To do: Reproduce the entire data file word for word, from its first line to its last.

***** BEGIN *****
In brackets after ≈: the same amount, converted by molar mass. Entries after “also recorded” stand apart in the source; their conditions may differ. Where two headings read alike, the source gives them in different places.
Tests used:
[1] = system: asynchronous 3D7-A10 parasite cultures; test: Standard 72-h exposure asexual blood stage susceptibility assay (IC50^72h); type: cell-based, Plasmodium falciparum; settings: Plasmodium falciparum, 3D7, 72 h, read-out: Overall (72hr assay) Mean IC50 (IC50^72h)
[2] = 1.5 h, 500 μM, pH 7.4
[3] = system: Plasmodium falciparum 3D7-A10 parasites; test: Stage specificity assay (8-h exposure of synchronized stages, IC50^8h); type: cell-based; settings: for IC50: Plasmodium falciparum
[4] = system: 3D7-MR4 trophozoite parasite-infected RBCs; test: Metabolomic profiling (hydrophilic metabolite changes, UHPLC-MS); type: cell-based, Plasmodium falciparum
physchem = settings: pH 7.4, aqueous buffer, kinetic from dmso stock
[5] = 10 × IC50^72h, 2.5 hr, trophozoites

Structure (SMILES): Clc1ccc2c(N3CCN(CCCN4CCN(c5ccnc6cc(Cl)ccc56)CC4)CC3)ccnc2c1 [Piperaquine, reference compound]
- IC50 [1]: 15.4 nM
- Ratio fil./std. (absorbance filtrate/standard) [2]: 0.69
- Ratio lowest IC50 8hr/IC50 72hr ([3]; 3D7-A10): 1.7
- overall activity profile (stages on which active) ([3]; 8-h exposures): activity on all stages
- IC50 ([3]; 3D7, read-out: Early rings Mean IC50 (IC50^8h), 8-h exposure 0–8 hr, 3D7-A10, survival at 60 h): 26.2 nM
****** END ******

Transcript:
In brackets after ≈: the same amount, converted by molar mass. Entries after “also recorded” stand apart in the source; their conditions may differ. Where two headings read alike, the source gives them in different places.
Tests used:
[1] = system: asynchronous 3D7-A10 parasite cultures; test: Standard 72-h exposure asexual blood stage susceptibility assay (IC50^72h); type: cell-based, Plasmodium falciparum; settings: Plasmodium falciparum, 3D7, 72 h, read-out: Overall (72hr assay) Mean IC50 (IC50^72h)
[2] = 1.5 h, 500 μM, pH 7.4
[3] = system: Plasmodium falciparum 3D7-A10 parasites; test: Stage specificity assay (8-h exposure of synchronized stages, IC50^8h); type: cell-based; settings: for IC50: Plasmodium falciparum
[4] = system: 3D7-MR4 trophozoite parasite-infected RBCs; test: Metabolomic profiling (hydrophilic metabolite changes, UHPLC-MS); type: cell-based, Plasmodium falciparum
physchem = settings: pH 7.4, aqueous buffer, kinetic from dmso stock
[5] = 10 × IC50^72h, 2.5 hr, trophozoites

Structure (SMILES): Clc1ccc2c(N3CCN(CCCN4CCN(c5ccnc6cc(Cl)ccc56)CC4)CC3)ccnc2c1 [Piperaquine, reference compound]
- IC50 [1]: 15.4 nM
- Ratio fil./std. (absorbance filtrate/standard) [2]: 0.69
- Ratio lowest IC50 8hr/IC50 72hr ([3]; 3D7-A10): 1.7
- overall activity profile (stages on which active) ([3]; 8-h exposures): activity on all stages
- IC50 ([3]; 3D7, read-out: Early rings Mean IC50 (IC50^8h), 8-h exposure 0–8 hr, 3D7-A10, survival at 60 h): 26.2 nM